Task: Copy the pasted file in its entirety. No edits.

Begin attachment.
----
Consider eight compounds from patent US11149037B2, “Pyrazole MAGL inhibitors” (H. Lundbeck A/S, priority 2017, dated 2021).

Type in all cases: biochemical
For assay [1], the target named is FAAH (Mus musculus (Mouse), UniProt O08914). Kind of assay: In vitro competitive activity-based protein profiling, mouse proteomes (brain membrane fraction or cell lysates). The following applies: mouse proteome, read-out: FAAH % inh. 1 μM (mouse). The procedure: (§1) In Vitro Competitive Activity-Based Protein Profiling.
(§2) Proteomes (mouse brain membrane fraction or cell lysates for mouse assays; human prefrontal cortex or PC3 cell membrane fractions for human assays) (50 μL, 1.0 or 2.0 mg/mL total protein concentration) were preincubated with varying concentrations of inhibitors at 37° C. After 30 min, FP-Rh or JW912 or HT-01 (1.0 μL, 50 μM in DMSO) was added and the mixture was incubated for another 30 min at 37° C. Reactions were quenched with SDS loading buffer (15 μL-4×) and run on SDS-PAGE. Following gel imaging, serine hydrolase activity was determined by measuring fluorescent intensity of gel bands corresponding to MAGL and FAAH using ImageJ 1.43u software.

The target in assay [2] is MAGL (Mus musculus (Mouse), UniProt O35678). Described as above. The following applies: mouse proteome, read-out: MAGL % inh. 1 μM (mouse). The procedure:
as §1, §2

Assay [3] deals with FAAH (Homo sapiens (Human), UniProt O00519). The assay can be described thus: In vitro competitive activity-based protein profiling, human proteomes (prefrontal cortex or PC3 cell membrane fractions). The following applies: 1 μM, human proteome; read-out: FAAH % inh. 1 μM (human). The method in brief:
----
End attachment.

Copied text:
Consider eight compounds from patent US11149037B2, “Pyrazole MAGL inhibitors” (H. Lundbeck A/S, priority 2017, dated 2021).

Type in all cases: biochemical
For assay [1], the target named is FAAH (Mus musculus (Mouse), UniProt O08914). Kind of assay: In vitro competitive activity-based protein profiling, mouse proteomes (brain membrane fraction or cell lysates). The following applies: mouse proteome, read-out: FAAH % inh. 1 μM (mouse). The procedure: (§1) In Vitro Competitive Activity-Based Protein Profiling.
(§2) Proteomes (mouse brain membrane fraction or cell lysates for mouse assays; human prefrontal cortex or PC3 cell membrane fractions for human assays) (50 μL, 1.0 or 2.0 mg/mL total protein concentration) were preincubated with varying concentrations of inhibitors at 37° C. After 30 min, FP-Rh or JW912 or HT-01 (1.0 μL, 50 μM in DMSO) was added and the mixture was incubated for another 30 min at 37° C. Reactions were quenched with SDS loading buffer (15 μL-4×) and run on SDS-PAGE. Following gel imaging, serine hydrolase activity was determined by measuring fluorescent intensity of gel bands corresponding to MAGL and FAAH using ImageJ 1.43u software.

The target in assay [2] is MAGL (Mus musculus (Mouse), UniProt O35678). Described as above. The following applies: mouse proteome, read-out: MAGL % inh. 1 μM (mouse). The procedure:
as §1, §2

Assay [3] deals with FAAH (Homo sapiens (Human), UniProt O00519). The assay can be described thus: In vitro competitive activity-based protein profiling, human proteomes (prefrontal cortex or PC3 cell membrane fractions). The following applies: 1 μM, human proteome; read-out: FAAH % inh. 1 μM (human). The method in brief: